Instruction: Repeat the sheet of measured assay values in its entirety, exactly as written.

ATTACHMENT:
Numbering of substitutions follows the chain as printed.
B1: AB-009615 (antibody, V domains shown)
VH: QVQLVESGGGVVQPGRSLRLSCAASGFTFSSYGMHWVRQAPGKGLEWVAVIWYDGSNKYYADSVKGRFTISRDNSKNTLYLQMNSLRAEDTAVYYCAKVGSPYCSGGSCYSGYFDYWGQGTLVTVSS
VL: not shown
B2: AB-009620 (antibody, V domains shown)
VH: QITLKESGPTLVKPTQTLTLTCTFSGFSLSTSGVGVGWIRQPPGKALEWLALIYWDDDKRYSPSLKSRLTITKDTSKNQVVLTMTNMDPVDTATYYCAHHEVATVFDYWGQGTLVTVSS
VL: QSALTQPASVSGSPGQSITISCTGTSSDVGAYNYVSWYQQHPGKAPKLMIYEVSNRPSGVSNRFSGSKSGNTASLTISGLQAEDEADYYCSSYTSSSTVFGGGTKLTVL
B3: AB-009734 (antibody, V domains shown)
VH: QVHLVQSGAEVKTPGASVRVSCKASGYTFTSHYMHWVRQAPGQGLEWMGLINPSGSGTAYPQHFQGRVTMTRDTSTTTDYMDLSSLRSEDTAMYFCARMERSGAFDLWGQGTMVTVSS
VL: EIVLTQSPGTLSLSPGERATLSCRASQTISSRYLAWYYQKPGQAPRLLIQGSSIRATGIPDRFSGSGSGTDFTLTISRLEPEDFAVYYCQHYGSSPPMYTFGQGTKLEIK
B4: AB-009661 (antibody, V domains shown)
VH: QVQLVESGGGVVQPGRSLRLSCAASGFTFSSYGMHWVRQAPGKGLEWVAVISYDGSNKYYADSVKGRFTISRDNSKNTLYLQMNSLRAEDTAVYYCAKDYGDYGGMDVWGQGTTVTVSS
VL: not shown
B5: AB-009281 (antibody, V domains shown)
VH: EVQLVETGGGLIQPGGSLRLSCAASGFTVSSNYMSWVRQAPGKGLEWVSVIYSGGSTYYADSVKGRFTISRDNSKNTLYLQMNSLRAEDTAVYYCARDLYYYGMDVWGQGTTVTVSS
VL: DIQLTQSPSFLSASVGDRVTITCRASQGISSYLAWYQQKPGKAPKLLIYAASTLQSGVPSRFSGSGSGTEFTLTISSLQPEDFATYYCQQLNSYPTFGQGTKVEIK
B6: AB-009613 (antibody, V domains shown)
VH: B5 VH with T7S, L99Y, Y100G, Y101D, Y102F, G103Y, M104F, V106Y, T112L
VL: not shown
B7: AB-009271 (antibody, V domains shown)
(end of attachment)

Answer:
Numbering of substitutions follows the chain as printed.
B1: AB-009615 (antibody, V domains shown)
VH: QVQLVESGGGVVQPGRSLRLSCAASGFTFSSYGMHWVRQAPGKGLEWVAVIWYDGSNKYYADSVKGRFTISRDNSKNTLYLQMNSLRAEDTAVYYCAKVGSPYCSGGSCYSGYFDYWGQGTLVTVSS
VL: not shown
B2: AB-009620 (antibody, V domains shown)
VH: QITLKESGPTLVKPTQTLTLTCTFSGFSLSTSGVGVGWIRQPPGKALEWLALIYWDDDKRYSPSLKSRLTITKDTSKNQVVLTMTNMDPVDTATYYCAHHEVATVFDYWGQGTLVTVSS
VL: QSALTQPASVSGSPGQSITISCTGTSSDVGAYNYVSWYQQHPGKAPKLMIYEVSNRPSGVSNRFSGSKSGNTASLTISGLQAEDEADYYCSSYTSSSTVFGGGTKLTVL
B3: AB-009734 (antibody, V domains shown)
VH: QVHLVQSGAEVKTPGASVRVSCKASGYTFTSHYMHWVRQAPGQGLEWMGLINPSGSGTAYPQHFQGRVTMTRDTSTTTDYMDLSSLRSEDTAMYFCARMERSGAFDLWGQGTMVTVSS
VL: EIVLTQSPGTLSLSPGERATLSCRASQTISSRYLAWYYQKPGQAPRLLIQGSSIRATGIPDRFSGSGSGTDFTLTISRLEPEDFAVYYCQHYGSSPPMYTFGQGTKLEIK
B4: AB-009661 (antibody, V domains shown)
VH: QVQLVESGGGVVQPGRSLRLSCAASGFTFSSYGMHWVRQAPGKGLEWVAVISYDGSNKYYADSVKGRFTISRDNSKNTLYLQMNSLRAEDTAVYYCAKDYGDYGGMDVWGQGTTVTVSS
VL: not shown
B5: AB-009281 (antibody, V domains shown)
VH: EVQLVETGGGLIQPGGSLRLSCAASGFTVSSNYMSWVRQAPGKGLEWVSVIYSGGSTYYADSVKGRFTISRDNSKNTLYLQMNSLRAEDTAVYYCARDLYYYGMDVWGQGTTVTVSS
VL: DIQLTQSPSFLSASVGDRVTITCRASQGISSYLAWYQQKPGKAPKLLIYAASTLQSGVPSRFSGSGSGTEFTLTISSLQPEDFATYYCQQLNSYPTFGQGTKVEIK
B6: AB-009613 (antibody, V domains shown)
VH: B5 VH with T7S, L99Y, Y100G, Y101D, Y102F, G103Y, M104F, V106Y, T112L
VL: not shown
B7: AB-009271 (antibody, V domains shown)